Show me the way
July 26, 2019
I’ve just returned from a three-week trip to France, part of which I spent cycling in the little-known Jura region with my partner (and chief domestique) Richard.
We had long heard that the Jura, located in the east, near the Swiss border, is the best place to ride a bike. Whoa! we thought, in a country that has practically elevated cycling to a religion (like soccer in South America), that is saying a lot.
Unlike in our hometown of Toronto (where motorists tend to see cyclists as their sworn enemy, locked in a eternal battle for eternal dominance), in France, bikes and cars somehow manage to co-exist in a peaceful, mutually-respectful relationship. It's not unusual for a French motorist, approaching a cyclist from behind, for example, to signal, calmly wait for an opening, then pull way over into the other lane to pass the cyclist. Calmly. Did I say calmly?
Not only that, France is a truly beautiful country, offering infinite variety: dense forests, lush valleys, winding rivers, hillside vineyards, scenic Michelin "green" roads, classic castle ruins, charming medieval villages, and, should you have the legs for them, steep mountains. What cyclist wouldn’t love all that?
So, in a country awash in cycling opportunities, what makes the Jura so special?
One word: Signposts.
Yes, my friends, like many things in life, it often boils down to a reliable wayfinding system.
The good folks at Jura Tourism have seen to it that you can explore their lovely region via 2000 kilometers of marked bicycle routes. No need to mess with your GPS or haul out one of those big Michelin maps (yeah, I know, we tend to be old school…the result of finding ourselves in one too many farmers’ fields when relying on the “trusty” GPS).
Instead, you go online to the Jura Tourisme website, pick a route (like the No. 23 in the photo), find a starting point, then simply follow the roadside signs. It’s brilliant.
Like cycling, effective writing depends on signposts. Signposts are the clues you give your reader about where you’re headed. Just as those Jura signposts keep appearing, and we keep cycling, confident that we’re actually going somewhere, signposts in writing show the way. Signposts nudge the reader along the journey, signalling the structure of your piece, highlighting the main ideas, and helpfully calling out transitions.
Signposts help to bring clarity and predictability to your piece. In turn, this makes your reader feel smart. They “get it.” And, most importantly, when a reader can sense what’s to come, when they can move easily from sentence to sentence, they are much more likely to keep going.
Here are three common methods you can use to “signpost” or signal what’s coming. These aren’t mutually exclusive, by the way; in any given piece of writing – a proposal, a report, a blog post – you will often use more than one.
1. Heading and subheadings
Headings and subheadings are your friend. They help you plan your draft, and they tell the reader, at a glance, what your document is all about. Strive to create informative headings – something specific and substantial (We have a multidisciplinary team) versus generic (About us). This is especially important for online writing, where people tend to scan and grab rather than read.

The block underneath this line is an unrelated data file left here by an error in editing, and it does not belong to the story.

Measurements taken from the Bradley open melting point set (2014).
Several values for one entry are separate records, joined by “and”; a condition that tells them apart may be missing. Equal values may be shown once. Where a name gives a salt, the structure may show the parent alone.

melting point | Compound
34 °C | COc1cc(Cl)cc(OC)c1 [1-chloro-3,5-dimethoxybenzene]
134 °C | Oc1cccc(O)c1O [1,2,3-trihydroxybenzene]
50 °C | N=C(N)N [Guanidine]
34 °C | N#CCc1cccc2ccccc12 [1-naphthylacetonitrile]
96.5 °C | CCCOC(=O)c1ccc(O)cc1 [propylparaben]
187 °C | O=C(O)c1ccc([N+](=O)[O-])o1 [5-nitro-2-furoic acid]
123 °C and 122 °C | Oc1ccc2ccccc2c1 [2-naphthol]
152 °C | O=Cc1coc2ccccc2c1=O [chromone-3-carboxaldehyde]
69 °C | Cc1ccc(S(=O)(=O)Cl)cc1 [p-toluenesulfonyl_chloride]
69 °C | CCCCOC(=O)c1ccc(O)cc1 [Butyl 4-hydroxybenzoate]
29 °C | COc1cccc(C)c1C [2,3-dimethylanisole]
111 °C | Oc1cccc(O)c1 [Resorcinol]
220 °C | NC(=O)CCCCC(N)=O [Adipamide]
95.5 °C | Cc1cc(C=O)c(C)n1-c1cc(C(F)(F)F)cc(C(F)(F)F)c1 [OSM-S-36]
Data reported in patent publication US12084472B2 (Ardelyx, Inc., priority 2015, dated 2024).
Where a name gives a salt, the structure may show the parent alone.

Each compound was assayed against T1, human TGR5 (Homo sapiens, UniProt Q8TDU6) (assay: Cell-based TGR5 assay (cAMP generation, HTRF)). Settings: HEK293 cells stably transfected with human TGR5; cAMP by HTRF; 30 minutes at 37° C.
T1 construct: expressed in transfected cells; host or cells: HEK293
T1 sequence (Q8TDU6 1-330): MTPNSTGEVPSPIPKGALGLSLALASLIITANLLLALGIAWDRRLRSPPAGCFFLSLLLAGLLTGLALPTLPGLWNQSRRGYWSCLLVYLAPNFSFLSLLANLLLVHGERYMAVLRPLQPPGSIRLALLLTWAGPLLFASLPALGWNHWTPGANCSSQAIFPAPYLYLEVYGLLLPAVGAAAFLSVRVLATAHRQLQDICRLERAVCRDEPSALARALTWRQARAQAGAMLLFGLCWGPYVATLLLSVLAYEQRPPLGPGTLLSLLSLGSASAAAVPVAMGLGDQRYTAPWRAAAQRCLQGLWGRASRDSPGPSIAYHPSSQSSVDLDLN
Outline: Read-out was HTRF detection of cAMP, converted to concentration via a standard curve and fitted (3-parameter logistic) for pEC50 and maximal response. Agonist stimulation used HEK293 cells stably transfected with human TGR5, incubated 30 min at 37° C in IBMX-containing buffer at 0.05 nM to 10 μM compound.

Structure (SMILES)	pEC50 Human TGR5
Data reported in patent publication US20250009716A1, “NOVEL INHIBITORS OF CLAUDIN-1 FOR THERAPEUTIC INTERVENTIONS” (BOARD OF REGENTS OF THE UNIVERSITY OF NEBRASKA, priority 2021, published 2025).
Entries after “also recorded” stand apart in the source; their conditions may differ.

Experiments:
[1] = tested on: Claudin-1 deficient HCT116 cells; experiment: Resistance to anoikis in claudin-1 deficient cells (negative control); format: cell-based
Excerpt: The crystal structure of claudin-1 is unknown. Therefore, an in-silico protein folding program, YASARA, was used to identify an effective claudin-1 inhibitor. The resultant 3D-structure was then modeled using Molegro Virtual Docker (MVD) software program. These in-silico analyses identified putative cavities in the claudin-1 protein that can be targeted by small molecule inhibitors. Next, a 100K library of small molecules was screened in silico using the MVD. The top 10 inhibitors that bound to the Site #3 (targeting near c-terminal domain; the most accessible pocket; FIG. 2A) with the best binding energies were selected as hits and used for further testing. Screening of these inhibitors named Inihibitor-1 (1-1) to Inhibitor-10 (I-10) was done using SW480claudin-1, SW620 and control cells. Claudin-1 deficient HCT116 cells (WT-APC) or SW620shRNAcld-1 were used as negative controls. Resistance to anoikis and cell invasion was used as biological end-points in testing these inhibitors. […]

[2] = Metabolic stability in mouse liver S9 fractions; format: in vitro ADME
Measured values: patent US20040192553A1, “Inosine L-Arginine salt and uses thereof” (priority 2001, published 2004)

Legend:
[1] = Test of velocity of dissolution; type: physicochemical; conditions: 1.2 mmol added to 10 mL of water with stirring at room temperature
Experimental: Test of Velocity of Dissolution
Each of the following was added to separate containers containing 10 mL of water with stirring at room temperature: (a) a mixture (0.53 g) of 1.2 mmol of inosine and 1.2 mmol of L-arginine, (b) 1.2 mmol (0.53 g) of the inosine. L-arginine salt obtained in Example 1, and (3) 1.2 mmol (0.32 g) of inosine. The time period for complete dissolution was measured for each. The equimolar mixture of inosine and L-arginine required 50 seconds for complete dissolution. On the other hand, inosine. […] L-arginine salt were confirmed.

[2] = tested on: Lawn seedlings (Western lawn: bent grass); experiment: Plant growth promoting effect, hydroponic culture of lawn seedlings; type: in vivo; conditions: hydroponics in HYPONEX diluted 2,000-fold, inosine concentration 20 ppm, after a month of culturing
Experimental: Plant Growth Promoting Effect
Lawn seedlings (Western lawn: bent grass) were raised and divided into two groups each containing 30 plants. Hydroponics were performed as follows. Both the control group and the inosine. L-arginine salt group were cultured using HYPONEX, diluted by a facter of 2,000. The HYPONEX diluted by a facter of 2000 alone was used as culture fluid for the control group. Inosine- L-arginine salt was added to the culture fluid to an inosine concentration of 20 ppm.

2. Topic sentences
It was not for nothing that your high school teacher taught you to create a topic sentence for each paragraph. A topic sentence’s very job is to clearly state what the point of the paragraph is.
Following the predictability principle, make sure your paragraph does indeed talk about that point. And ideally, you should stick to one idea per paragraph, with supporting information and examples to back up each topic sentence.
Again, since people tend to scan text, even if they only read the first sentence of every paragraph, they will still be able to follow your argument or get your message.
3. Transition phrases and words
The Jura signposts are particularly helpful when you come to a junction. Say you’re tootling along the quiet little D4 and you suddenly come to a fork in the road. Fear not. Right there in plain view, right where you’d expect it, is a little sign, politely telling you to make the turn on to the equally lovely D2.
Similarly, transition phrases and words (like similarly) help the reader move effortlessly through your piece – from one sentence to the next and one paragraph to the next.
Here are a few of the more common transition phrases and words:
- First, second, third
- To begin with
- For example
- In other words
- To clarify
- Think about that for a minute (a particularly attention-grabbing phrase)
For a full list of transition words and phrases to use in different situations, check out this excellent post from Hubspot, The Professional Writer’s List of Transition Words & Phrases.
To summarize, (aha! another transition phrase), signposts are as essential for the writer as they are for the touring cyclist. Without them, there's a good chance we’d all be wandering in the wilderness.
Use signposts to keep your copy flowing and your readers engaged.